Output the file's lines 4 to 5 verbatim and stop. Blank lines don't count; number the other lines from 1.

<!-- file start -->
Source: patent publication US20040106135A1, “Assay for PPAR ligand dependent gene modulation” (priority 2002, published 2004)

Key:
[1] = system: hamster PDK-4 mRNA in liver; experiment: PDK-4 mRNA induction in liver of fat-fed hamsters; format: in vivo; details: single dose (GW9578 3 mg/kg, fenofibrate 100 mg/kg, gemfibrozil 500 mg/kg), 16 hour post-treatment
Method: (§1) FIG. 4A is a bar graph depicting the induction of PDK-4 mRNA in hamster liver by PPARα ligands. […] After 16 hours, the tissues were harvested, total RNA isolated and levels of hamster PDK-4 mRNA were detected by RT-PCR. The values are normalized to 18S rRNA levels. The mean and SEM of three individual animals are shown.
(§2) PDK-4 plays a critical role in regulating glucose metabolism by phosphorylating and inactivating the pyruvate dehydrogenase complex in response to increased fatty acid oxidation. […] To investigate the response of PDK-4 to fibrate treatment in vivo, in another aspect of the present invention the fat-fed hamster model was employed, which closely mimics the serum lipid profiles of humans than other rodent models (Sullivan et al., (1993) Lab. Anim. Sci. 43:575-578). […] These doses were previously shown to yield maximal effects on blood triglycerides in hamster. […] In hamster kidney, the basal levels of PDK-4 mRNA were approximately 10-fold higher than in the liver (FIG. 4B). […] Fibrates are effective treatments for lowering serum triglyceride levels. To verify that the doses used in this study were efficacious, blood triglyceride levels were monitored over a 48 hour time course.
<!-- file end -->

Method: (§1) FIG. 4A is a bar graph depicting the induction of PDK-4 mRNA in hamster liver by PPARα ligands. […] After 16 hours, the tissues were harvested, total RNA isolated and levels of hamster PDK-4 mRNA were detected by RT-PCR. The values are normalized to 18S rRNA levels. The mean and SEM of three individual animals are shown.
(§2) PDK-4 plays a critical role in regulating glucose metabolism by phosphorylating and inactivating the pyruvate dehydrogenase complex in response to increased fatty acid oxidation. […] To investigate the response of PDK-4 to fibrate treatment in vivo, in another aspect of the present invention the fat-fed hamster model was employed, which closely mimics the serum lipid profiles of humans than other rodent models (Sullivan et al., (1993) Lab. Anim. Sci. 43:575-578). […] These doses were previously shown to yield maximal effects on blood triglycerides in hamster. […] In hamster kidney, the basal levels of PDK-4 mRNA were approximately 10-fold higher than in the liver (FIG. 4B). […] Fibrates are effective treatments for lowering serum triglyceride levels. To verify that the doses used in this study were efficacious, blood triglyceride levels were monitored over a 48 hour time course.